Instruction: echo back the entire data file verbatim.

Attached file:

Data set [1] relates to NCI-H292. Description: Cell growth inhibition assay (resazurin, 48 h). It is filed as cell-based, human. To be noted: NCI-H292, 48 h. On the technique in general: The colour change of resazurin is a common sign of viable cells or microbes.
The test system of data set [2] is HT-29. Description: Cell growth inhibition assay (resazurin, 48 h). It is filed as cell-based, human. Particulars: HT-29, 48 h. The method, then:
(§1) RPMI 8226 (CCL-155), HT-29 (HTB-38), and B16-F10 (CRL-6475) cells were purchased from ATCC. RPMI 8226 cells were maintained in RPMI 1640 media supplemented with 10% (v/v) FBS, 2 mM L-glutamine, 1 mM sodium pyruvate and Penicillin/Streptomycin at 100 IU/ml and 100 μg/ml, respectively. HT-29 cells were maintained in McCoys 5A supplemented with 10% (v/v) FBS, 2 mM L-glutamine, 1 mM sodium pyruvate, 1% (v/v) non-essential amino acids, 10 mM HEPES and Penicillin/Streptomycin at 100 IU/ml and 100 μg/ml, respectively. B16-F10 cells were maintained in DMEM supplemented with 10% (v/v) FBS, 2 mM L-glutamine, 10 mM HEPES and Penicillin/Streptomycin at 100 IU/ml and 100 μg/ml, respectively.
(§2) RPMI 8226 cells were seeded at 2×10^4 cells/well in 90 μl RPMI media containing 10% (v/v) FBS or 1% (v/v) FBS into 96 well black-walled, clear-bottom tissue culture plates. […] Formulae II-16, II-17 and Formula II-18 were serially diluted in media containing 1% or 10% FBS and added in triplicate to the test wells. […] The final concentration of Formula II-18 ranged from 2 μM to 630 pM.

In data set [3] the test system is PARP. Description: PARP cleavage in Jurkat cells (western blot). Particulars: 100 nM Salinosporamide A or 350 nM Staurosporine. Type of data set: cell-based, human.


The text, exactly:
Data set [1] relates to NCI-H292. Description: Cell growth inhibition assay (resazurin, 48 h). It is filed as cell-based, human. To be noted: NCI-H292, 48 h. On the technique in general: The colour change of resazurin is a common sign of viable cells or microbes.
The test system of data set [2] is HT-29. Description: Cell growth inhibition assay (resazurin, 48 h). It is filed as cell-based, human. Particulars: HT-29, 48 h. The method, then:
(§1) RPMI 8226 (CCL-155), HT-29 (HTB-38), and B16-F10 (CRL-6475) cells were purchased from ATCC. RPMI 8226 cells were maintained in RPMI 1640 media supplemented with 10% (v/v) FBS, 2 mM L-glutamine, 1 mM sodium pyruvate and Penicillin/Streptomycin at 100 IU/ml and 100 μg/ml, respectively. HT-29 cells were maintained in McCoys 5A supplemented with 10% (v/v) FBS, 2 mM L-glutamine, 1 mM sodium pyruvate, 1% (v/v) non-essential amino acids, 10 mM HEPES and Penicillin/Streptomycin at 100 IU/ml and 100 μg/ml, respectively. B16-F10 cells were maintained in DMEM supplemented with 10% (v/v) FBS, 2 mM L-glutamine, 10 mM HEPES and Penicillin/Streptomycin at 100 IU/ml and 100 μg/ml, respectively.
(§2) RPMI 8226 cells were seeded at 2×10^4 cells/well in 90 μl RPMI media containing 10% (v/v) FBS or 1% (v/v) FBS into 96 well black-walled, clear-bottom tissue culture plates. […] Formulae II-16, II-17 and Formula II-18 were serially diluted in media containing 1% or 10% FBS and added in triplicate to the test wells. […] The final concentration of Formula II-18 ranged from 2 μM to 630 pM.

In data set [3] the test system is PARP. Description: PARP cleavage in Jurkat cells (western blot). Particulars: 100 nM Salinosporamide A or 350 nM Staurosporine. Type of data set: cell-based, human.